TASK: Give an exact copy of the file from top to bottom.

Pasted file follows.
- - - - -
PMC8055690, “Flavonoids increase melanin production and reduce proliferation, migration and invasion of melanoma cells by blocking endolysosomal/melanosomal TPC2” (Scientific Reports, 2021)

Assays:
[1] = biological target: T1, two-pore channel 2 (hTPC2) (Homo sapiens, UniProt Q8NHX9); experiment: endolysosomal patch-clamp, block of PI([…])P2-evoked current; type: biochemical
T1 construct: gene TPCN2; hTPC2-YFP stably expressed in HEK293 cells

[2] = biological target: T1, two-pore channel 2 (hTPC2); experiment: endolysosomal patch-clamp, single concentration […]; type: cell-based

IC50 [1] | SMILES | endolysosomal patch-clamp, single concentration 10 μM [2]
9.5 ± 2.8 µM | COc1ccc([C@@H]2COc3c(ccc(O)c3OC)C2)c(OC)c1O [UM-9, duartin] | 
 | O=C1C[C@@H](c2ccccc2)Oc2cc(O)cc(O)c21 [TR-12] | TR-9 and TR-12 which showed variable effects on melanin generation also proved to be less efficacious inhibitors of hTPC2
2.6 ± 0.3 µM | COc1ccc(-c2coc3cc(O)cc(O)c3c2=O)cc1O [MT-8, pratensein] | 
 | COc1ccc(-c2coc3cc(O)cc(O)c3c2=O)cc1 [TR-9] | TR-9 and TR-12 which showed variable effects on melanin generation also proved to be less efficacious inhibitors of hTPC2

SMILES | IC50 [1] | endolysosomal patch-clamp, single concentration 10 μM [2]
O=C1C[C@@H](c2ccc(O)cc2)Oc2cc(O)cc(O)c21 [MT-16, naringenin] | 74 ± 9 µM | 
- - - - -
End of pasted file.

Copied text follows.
PMC8055690, “Flavonoids increase melanin production and reduce proliferation, migration and invasion of melanoma cells by blocking endolysosomal/melanosomal TPC2” (Scientific Reports, 2021)

Assays:
[1] = biological target: T1, two-pore channel 2 (hTPC2) (Homo sapiens, UniProt Q8NHX9); experiment: endolysosomal patch-clamp, block of PI([…])P2-evoked current; type: biochemical
T1 construct: gene TPCN2; hTPC2-YFP stably expressed in HEK293 cells

[2] = biological target: T1, two-pore channel 2 (hTPC2); experiment: endolysosomal patch-clamp, single concentration […]; type: cell-based

IC50 [1] | SMILES | endolysosomal patch-clamp, single concentration 10 μM [2]
9.5 ± 2.8 µM | COc1ccc([C@@H]2COc3c(ccc(O)c3OC)C2)c(OC)c1O [UM-9, duartin] | 
 | O=C1C[C@@H](c2ccccc2)Oc2cc(O)cc(O)c21 [TR-12] | TR-9 and TR-12 which showed variable effects on melanin generation also proved to be less efficacious inhibitors of hTPC2
2.6 ± 0.3 µM | COc1ccc(-c2coc3cc(O)cc(O)c3c2=O)cc1O [MT-8, pratensein] | 
 | COc1ccc(-c2coc3cc(O)cc(O)c3c2=O)cc1 [TR-9] | TR-9 and TR-12 which showed variable effects on melanin generation also proved to be less efficacious inhibitors of hTPC2

SMILES | IC50 [1] | endolysosomal patch-clamp, single concentration 10 μM [2]
O=C1C[C@@H](c2ccc(O)cc2)Oc2cc(O)cc(O)c21 [MT-16, naringenin] | 74 ± 9 µM | 